Asst. professor realizes research effects outside the lab

Brooke Wertman/Staff Writer 

Recently, Dr. Laura Dinehart, an assistant professor of early childhood education at the University, has had many opportunities to see her name in the news. The attention and recognition is not without cause.

Her most recent research may decide the future importance of handwriting in the elementary school curriculum. Though the study is not yet complete, the results thus far have many wondering if a subject that has been pushed aside may deserve more attention.

“People always seem to either love or hate research. No one ever feels neutral about it,” said Dinehart. “I never thought I would end up doing research. I always wanted to help people, but I thought I would be counseling and work with people one-on-one.”

Dinehart had her first experiences in research while finishing up her undergraduate degree in developmental psychology at the University.

While working in the infant psychology lab, a friend noticed and commented how much Dinehart enjoyed getting the results of a study. Dinehart’s friend suggested that she should pursue research.

“I thought ‘No, no, no, I could never be one of those people who sit at a computer in an office all day,’” said Dinehart. “I decided to try it when I started my master’s, fully expecting to switch back to my original plan, but I never did.”

Dinehart continued her education and got a doctoral degree at the University of Miami before returning to the FIU to teach.

From the start, her focus has always been the developmental outcome of children from high-risk environments.

By studying children at a very high risk of doing poorly in school, she hopes to find factors that can be altered and ultimately lead them to better academic outcomes.

It was this interest that lead Dinehart to her most recent study on the connection between handwriting skills and math and reading comprehension.

“We started out studying language skills in pre-kindergarten schools. We weren’t even looking for the link we found.”

“At the same time that we were finding our results, other research was coming out stating similar findings, so it’s nice that our results are being validated,” said Dinehart.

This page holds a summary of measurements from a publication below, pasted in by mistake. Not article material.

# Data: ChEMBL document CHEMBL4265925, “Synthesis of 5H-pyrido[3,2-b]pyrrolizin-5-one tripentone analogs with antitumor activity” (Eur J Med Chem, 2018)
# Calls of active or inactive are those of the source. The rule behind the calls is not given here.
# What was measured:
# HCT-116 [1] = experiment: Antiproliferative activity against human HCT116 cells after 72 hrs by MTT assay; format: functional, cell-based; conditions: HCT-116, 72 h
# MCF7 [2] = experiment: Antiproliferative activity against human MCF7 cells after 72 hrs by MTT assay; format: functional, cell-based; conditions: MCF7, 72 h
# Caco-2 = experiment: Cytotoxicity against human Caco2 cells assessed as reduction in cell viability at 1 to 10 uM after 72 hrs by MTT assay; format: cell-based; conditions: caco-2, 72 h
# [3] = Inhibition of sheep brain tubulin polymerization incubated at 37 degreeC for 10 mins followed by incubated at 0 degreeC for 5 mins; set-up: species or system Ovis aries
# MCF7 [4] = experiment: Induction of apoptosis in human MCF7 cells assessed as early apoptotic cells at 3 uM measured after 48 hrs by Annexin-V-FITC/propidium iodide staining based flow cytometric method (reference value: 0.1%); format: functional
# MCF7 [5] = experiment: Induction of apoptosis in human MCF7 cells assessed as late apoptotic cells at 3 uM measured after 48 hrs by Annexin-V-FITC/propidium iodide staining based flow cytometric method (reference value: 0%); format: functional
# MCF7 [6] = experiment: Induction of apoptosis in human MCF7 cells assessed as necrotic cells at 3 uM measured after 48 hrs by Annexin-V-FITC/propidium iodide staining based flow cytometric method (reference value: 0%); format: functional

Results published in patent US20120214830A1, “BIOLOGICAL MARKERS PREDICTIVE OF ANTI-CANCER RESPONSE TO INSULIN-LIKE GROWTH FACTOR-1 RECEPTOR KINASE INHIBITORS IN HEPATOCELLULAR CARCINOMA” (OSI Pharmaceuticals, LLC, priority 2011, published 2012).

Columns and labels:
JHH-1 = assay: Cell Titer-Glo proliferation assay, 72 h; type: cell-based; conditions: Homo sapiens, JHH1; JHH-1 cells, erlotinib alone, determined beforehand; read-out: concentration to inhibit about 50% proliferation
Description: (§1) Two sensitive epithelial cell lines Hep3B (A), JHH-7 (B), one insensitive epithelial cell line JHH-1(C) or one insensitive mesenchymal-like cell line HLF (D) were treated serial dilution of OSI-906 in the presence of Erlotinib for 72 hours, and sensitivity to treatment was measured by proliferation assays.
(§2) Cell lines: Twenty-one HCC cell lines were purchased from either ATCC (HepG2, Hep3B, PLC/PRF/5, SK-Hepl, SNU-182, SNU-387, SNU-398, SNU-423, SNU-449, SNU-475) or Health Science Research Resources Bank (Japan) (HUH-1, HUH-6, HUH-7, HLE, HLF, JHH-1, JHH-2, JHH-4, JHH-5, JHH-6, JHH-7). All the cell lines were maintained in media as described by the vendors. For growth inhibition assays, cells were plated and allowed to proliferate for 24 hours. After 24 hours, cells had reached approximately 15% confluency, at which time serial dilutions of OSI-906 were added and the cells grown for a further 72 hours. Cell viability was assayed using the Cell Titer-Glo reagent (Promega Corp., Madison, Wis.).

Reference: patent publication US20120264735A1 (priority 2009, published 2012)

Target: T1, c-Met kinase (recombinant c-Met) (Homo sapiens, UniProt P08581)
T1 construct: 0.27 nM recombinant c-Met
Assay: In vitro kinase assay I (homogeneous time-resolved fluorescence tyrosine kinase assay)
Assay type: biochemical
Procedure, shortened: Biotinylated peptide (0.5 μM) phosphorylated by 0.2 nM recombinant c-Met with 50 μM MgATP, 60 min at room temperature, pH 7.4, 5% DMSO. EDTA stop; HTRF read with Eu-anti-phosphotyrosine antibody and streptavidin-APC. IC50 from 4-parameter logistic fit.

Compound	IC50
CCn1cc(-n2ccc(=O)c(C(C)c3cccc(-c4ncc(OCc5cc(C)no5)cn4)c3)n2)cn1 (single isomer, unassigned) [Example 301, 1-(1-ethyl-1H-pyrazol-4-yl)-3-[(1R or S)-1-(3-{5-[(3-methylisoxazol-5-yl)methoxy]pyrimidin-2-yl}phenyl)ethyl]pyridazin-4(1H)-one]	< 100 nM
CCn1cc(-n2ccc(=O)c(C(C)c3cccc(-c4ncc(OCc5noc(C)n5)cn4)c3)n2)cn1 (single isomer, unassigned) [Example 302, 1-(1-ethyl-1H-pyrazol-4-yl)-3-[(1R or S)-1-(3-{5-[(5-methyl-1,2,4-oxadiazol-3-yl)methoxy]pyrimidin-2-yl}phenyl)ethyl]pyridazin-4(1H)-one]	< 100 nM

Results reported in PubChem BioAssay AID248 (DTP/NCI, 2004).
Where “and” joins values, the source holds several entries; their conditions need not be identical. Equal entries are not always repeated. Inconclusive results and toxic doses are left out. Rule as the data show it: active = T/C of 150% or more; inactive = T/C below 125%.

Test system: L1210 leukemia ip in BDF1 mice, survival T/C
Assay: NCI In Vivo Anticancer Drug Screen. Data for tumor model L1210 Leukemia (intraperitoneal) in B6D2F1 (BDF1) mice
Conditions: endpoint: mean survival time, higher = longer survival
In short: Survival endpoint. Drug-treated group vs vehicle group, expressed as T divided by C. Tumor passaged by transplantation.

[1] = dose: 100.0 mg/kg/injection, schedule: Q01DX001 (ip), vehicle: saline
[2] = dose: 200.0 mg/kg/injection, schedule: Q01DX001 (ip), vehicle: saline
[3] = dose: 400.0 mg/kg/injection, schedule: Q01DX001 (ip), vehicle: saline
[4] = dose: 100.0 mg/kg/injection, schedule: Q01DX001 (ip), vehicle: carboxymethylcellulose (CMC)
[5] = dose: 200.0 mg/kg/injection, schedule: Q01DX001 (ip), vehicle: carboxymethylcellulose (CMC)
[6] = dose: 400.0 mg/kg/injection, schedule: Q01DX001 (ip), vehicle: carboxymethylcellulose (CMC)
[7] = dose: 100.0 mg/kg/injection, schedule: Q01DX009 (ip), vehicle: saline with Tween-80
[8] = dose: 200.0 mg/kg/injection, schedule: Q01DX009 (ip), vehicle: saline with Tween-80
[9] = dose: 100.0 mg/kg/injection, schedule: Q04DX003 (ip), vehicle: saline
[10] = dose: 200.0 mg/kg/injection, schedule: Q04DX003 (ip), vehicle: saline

To be clear, the study is not distinguishing between elegant and sloppy handwriting, but rather the benefits of mastering handwriting at a young age and the positive effects this mastery has later on in a child’s educational career.

The study measured the fine-motor skills of four-year-olds, including drawing, writing letters and numbers. These same children were then tested as second graders on their reading and math abilities.

Students who tested well on fine-motor skills averaged with a B in these subjects, while those who tested poorly averaged a C. “Kids don’t get grades on handwriting anymore and cursive is often not taught in schools. We’re not sure what the effects of this will be,” said Dinehart.

“It takes a lot to be able to write,” acknowledged Dinehart. “It is often overlooked by adults because it comes so easily to us. Think of learning to drive a car and all the little things you have to pay attention to and remember… learning to write can be just as complex.”

The current emphasis on technology in education doesn’t help, either. Studies show that typing a letter does not help a child to internalize it the same way writing a letter does.

One suggestion she has is to give children more of an opportunity to practice these skills.

Whether that means having a child write for 15 minutes a day or just bringing out the markers and crayons more often at home, kids with more writing and drawing opportunities will do better in the long run.

Another important study Dinehart has been involved in is the long-term benefits of high quality childcare for foster kids. Her research shows that a high quality daycare program can counterbalance a negative home environment.

“They need it the most because they are at the greatest risk and yet they are the least likely to get it,” said Dinehart. “It is an area that really needs to be examined.”

Over the years, Dinehart has realized that she has more of an opportunity to make a difference through research than working one-on-one with people. “By doing research I can influence policy and programs. I can change how people see things.”

Dr. Dinehart will be continuing her research with the hope that once the link is better defined, it will be used to improve early childhood education.

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